Figure 2
 
Sample achromatic adjustment results and interpretation in terms of constancy. Average achromatic chromaticities set by seven observers in four contexts are shown as solid black, blue, red, and green circles. Data are shown in the standard CIE uv′ chromaticity diagram. Stimuli that plot to the same point in this diagram produce the same relative L-, M-, and S-cone isomerization rates but may have different intensities, whereas stimuli that plot to different points produce different relative isomerization rates. The chromaticities of the four scene illuminants are shown as large open circles. The contextual images are shown above the plot, with the symbols under each identifying the corresponding datum and illuminant. Error bars show ±1 SD for data from the seven observers. Predictions for a color constant observer are shown as small open circles, as explained in the text. The spectral plot to the right of the chromaticity diagram shows the reflectance of the inferred achromatic surface used to make the constancy predictions.
Figure 3
 
Constancy predictions. The left panel shows u′ chromaticity predicted by the constancy analysis described in the text versus achromatic u′ chromaticity measured psychophysically. The middle panel shows predicted v′ chromaticity versus measured v′ achromatic chromaticity. Perfect prediction would be indicated if the data fell along the positive diagonals in both panels. Error bars indicate standard deviations of the data across seven observers. The value of the fit error ɛ a (see the Modeling methods section) is 0.0157. The spectral plot on the right shows the reflectance of the inferred achromatic surface used to make the constancy predictions.
Figure 3
 
Constancy predictions. The left panel shows u′ chromaticity predicted by the constancy analysis described in the text versus achromatic u′ chromaticity measured psychophysically. The middle panel shows predicted v′ chromaticity versus measured v′ achromatic chromaticity. Perfect prediction would be indicated if the data fell along the positive diagonals in both panels. Error bars indicate standard deviations of the data across seven observers. The value of the fit error ɛ a (see the Modeling methods section) is 0.0157. The spectral plot on the right shows the reflectance of the inferred achromatic surface used to make the constancy predictions.
Figure 4
 
Equivalent illuminant concept. See description in text.
Figure 4
 
Equivalent illuminant concept. See description in text.
Figure 5
 
Illuminant priors. The left panel shows the CIE uv′ chromaticity of 10,760 daylight measurements made by DiCarlo and Wandell (2000). The right panel shows an isoprobability contour of a bivariate normal distribution chosen to capture the distribution of daylight chromaticities (blue ellipse). This is the daylight prior described in the text. The red ellipse shows an isoprobability contour of a bivariate normal distribution that, in conjunction with our Bayesian algorithm, led to equivalent illuminants that provided good predictions of human performance. Both isoprobability contours are scaled so that they contain 90% of draws from their corresponding normal distributions. For reference, the solid black line in both panels plots the CIE daylight locus for correlated color temperatures between 4000 and 10000 K, and the filled black circle plots the chromaticity of CIE illuminant D65.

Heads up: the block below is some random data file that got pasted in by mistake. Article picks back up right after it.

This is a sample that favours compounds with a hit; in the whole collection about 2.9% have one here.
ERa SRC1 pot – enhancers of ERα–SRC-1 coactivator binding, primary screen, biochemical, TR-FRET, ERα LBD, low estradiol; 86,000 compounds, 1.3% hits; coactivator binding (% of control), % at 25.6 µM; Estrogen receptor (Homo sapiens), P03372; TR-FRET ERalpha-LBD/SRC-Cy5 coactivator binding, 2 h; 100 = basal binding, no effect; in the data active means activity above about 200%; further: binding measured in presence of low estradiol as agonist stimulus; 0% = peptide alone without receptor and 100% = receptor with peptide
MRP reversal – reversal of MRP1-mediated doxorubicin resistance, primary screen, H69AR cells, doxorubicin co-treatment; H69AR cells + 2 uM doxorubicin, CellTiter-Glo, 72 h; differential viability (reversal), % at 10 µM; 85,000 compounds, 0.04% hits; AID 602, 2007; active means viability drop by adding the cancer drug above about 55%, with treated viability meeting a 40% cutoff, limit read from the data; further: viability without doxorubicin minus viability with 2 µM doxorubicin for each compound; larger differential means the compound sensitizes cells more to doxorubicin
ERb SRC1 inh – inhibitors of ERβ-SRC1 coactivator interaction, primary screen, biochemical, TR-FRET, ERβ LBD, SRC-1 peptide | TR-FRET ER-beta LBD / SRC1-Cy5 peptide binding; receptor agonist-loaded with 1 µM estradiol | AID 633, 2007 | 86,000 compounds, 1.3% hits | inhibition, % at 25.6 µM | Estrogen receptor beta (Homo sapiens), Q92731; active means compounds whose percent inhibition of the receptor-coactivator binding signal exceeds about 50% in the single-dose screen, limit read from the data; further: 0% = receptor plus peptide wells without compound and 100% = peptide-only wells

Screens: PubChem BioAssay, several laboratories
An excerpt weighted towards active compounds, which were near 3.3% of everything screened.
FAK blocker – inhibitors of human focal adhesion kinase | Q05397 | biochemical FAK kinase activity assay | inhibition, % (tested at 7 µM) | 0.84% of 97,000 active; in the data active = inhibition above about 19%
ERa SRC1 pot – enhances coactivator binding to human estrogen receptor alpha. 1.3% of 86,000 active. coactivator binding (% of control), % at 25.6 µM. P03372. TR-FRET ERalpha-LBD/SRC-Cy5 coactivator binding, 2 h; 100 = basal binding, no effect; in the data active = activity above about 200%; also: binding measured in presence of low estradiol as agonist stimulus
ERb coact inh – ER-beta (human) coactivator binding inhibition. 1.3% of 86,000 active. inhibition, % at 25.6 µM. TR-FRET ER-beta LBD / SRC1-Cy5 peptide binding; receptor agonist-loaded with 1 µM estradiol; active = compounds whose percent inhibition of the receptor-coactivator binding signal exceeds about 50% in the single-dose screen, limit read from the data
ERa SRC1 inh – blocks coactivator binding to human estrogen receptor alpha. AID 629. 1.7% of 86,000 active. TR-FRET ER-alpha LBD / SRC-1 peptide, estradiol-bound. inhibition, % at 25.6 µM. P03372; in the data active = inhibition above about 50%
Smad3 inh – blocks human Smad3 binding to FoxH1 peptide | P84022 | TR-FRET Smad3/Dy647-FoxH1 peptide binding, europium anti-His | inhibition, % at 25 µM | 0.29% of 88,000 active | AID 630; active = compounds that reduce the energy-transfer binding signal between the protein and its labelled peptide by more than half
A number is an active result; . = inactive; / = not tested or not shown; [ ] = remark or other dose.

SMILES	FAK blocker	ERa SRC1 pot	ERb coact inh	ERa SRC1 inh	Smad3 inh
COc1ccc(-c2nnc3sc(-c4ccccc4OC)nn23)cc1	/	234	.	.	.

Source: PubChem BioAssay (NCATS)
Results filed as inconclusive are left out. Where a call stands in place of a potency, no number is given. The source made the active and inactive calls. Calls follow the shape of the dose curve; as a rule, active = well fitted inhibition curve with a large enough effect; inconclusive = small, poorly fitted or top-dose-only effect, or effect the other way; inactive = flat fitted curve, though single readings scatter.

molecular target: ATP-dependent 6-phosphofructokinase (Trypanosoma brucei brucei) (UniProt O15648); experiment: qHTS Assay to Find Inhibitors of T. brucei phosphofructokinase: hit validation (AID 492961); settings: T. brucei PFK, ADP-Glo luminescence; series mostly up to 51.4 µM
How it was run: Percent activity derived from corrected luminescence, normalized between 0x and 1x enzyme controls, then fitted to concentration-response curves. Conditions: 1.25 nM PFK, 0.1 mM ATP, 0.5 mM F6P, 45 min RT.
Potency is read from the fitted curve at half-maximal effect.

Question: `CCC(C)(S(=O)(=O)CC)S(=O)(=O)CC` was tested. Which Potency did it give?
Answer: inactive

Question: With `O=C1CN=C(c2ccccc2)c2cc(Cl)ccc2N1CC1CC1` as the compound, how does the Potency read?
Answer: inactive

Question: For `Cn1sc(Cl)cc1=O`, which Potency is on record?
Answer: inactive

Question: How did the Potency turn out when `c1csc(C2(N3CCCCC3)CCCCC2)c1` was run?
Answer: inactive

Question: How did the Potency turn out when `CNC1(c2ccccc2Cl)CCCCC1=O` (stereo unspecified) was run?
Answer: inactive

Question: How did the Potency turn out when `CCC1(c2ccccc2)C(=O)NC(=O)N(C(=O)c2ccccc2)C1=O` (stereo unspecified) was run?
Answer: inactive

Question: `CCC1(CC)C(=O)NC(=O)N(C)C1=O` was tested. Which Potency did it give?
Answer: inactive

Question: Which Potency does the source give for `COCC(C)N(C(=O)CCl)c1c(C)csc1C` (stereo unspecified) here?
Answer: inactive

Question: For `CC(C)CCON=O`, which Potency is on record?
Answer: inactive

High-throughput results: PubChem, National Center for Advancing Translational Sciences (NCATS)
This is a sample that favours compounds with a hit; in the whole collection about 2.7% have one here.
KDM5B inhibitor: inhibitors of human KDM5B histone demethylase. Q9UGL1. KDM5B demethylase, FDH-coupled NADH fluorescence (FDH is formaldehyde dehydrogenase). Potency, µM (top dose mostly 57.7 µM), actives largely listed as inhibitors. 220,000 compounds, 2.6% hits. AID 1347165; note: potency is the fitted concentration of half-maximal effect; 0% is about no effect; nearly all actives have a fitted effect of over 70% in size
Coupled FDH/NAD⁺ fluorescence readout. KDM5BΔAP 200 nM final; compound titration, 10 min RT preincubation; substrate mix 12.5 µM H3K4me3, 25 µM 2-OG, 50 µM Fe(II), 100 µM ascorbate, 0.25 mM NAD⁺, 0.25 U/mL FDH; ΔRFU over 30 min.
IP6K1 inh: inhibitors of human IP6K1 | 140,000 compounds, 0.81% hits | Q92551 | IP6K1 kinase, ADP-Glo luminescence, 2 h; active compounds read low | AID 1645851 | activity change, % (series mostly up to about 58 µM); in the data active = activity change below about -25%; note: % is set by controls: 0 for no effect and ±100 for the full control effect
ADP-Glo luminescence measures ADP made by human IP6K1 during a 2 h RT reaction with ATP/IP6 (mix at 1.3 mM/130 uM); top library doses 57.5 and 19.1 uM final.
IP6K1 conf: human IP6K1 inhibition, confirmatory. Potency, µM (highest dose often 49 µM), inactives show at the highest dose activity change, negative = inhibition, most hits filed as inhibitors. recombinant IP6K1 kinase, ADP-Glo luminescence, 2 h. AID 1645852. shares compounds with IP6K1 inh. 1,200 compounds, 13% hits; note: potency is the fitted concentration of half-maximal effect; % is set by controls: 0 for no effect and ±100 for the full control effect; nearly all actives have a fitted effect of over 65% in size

Figure 5
 
Illuminant priors. The left panel shows the CIE uv′ chromaticity of 10,760 daylight measurements made by DiCarlo and Wandell (2000). The right panel shows an isoprobability contour of a bivariate normal distribution chosen to capture the distribution of daylight chromaticities (blue ellipse). This is the daylight prior described in the text. The red ellipse shows an isoprobability contour of a bivariate normal distribution that, in conjunction with our Bayesian algorithm, led to equivalent illuminants that provided good predictions of human performance. Both isoprobability contours are scaled so that they contain 90% of draws from their corresponding normal distributions. For reference, the solid black line in both panels plots the CIE daylight locus for correlated color temperatures between 4000 and 10000 K, and the filled black circle plots the chromaticity of CIE illuminant D65.
Figure 6
 
Model predictions with daylight prior. The chromaticity diagram on the top left shows results and predictions for the same four sample scenes as in Figure 2. Same format as the corresponding diagram in Figure 2. The middle and bottom left panels summarize the prediction performance in the same format as the corresponding panels of Figure 3. The value of the fit error ɛ a (see the Modeling methods section) is 0.0114. The spectral plots on the right show the inferred achromatic surface for the sample calculation (top) and overall predictions (bottom).
Figure 6
 
Model predictions with daylight prior. The chromaticity diagram on the top left shows results and predictions for the same four sample scenes as in Figure 2. Same format as the corresponding diagram in Figure 2. The middle and bottom left panels summarize the prediction performance in the same format as the corresponding panels of Figure 3. The value of the fit error ɛ a (see the Modeling methods section) is 0.0114. The spectral plots on the right show the inferred achromatic surface for the sample calculation (top) and overall predictions (bottom).
Figure 7
 
Model predictions with best prior and spatial weighting. Same format as Figure 6. The value of the fit error ɛ a is 0.0044.
Figure 7
 
Model predictions with best prior and spatial weighting. Same format as Figure 6. The value of the fit error ɛ a is 0.0044.